Lefty: "...but it seems very clear that he did..."
It may seem clear to you, but that is nonetheless your opinion, your impression. Others have different opinions, as have been cited on other threads here at DP.
Lefty: "The question isn't whether or not the president ordered the wiretappings, since it is clear that he did, but whether or not he had the power to do so."
Absolutely right. Whether or not he had the power to do so is the question. Your admission that there is a question of whether or not he had the power to do so is an explicit admission that he might have or might not have had the power to do so. Ergo, 'he broke the law" is an unproven assertion.
TimmyBoy:"The fact that the Justice Department hasn't openned an investigation on Bush into possible violations of the 4th amendment while at the same time opening an investigation that was requested by the NSA into who leaked what, leaves me with the impression that their is no concern for the 4th amendment..."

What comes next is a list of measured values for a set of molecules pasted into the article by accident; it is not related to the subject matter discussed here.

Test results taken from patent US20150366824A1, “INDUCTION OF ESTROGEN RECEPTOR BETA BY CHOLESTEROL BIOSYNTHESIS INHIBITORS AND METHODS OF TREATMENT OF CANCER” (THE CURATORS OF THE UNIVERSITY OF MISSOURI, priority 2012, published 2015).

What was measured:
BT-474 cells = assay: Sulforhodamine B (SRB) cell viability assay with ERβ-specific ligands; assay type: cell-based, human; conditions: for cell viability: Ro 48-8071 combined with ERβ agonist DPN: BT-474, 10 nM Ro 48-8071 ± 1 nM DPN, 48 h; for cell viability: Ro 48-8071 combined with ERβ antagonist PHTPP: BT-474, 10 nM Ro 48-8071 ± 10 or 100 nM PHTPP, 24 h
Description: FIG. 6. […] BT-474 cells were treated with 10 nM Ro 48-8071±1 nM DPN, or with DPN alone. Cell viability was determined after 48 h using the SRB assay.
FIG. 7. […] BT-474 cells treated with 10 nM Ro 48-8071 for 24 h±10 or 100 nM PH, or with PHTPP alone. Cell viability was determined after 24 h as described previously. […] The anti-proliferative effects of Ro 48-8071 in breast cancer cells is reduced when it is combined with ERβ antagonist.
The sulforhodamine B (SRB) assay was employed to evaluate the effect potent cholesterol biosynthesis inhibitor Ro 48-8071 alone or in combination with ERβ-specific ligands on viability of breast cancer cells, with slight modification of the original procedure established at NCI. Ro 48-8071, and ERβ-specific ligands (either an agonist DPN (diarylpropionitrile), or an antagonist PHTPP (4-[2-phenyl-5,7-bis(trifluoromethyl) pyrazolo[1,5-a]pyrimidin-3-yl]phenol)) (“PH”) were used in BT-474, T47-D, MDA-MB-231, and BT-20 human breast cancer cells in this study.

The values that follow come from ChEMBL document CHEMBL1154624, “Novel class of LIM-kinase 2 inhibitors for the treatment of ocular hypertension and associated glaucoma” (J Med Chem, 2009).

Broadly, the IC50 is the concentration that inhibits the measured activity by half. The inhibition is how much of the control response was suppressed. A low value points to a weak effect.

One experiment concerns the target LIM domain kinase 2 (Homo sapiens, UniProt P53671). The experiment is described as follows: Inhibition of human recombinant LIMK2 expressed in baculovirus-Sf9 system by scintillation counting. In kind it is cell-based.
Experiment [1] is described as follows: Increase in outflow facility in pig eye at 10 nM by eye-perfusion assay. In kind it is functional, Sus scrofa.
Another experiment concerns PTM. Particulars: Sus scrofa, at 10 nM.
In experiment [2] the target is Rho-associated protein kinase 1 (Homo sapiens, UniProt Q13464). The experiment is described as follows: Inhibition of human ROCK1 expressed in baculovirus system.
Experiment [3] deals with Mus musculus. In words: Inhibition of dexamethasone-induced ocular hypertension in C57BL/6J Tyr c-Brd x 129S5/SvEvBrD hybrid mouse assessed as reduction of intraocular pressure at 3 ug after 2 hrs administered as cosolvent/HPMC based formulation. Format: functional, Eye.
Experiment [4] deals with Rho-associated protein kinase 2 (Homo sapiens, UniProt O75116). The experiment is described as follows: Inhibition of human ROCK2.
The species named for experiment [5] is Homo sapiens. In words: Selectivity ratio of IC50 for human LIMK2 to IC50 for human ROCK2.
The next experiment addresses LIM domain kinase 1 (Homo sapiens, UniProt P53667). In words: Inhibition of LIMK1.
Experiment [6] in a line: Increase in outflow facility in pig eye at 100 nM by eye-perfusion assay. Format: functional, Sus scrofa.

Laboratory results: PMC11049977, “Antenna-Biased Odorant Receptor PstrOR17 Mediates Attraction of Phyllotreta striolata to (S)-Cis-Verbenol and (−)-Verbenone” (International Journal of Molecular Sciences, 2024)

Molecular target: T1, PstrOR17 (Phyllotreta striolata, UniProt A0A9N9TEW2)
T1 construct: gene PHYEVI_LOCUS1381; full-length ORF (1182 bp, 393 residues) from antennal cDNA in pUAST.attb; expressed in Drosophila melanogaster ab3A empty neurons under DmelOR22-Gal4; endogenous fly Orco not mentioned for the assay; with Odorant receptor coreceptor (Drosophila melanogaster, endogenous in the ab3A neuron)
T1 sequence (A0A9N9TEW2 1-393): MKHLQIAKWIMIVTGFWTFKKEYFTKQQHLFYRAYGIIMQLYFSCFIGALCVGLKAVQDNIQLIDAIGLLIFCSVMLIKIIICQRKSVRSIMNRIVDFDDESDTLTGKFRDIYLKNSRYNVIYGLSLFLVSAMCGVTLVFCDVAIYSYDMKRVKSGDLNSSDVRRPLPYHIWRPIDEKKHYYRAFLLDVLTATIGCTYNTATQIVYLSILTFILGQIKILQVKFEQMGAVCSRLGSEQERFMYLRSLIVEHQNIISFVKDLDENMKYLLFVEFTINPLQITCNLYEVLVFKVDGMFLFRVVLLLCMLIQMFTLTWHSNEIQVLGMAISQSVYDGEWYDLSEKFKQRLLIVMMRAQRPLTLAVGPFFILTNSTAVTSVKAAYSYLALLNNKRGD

In this context, the DoJ cannot open an investigation unless someone or some agency brings a matter to its attention. Someone or some agency must present to the Justice Dept some evidence of wrongdoing, some reason or probable cause that some wrongdoing has been commited, before they can "open an investigation". In this situation, someone or some agency (perhaps Congress, if it proceeds with its hearings) must petition the DoJ to redress the alleged violation of the 4th amendment (or whatever the alleged violation is presumed to be).
aps: "the suggestion that other presidents may have done it is not very persuasive. Saying you have precedent for a crime doesn't help much."
Once again, a perverse form of beauty in the eye of the beholder. Implicit in the statement is a statement that something illegal took place. Until there is an adjutication, there is only an allegation of a crime, nothing more, nothing less.
Don't forget that precedents are highly relevant in the legal world. That doesn't mean the precedents will hold up in court, but it does mean that there is a basis for a defense of the actions taken. A successful defense or not is for the courts to decide.
Personally, I'm hoping that the congressional hearings result in a chain of events that lead to the SC, so that the highest court in the land can make a determination on these matters - these questions affect us all and could be highly relevant to our security going forward. A clear-cut, definitive determination is, I think, in all our best interests.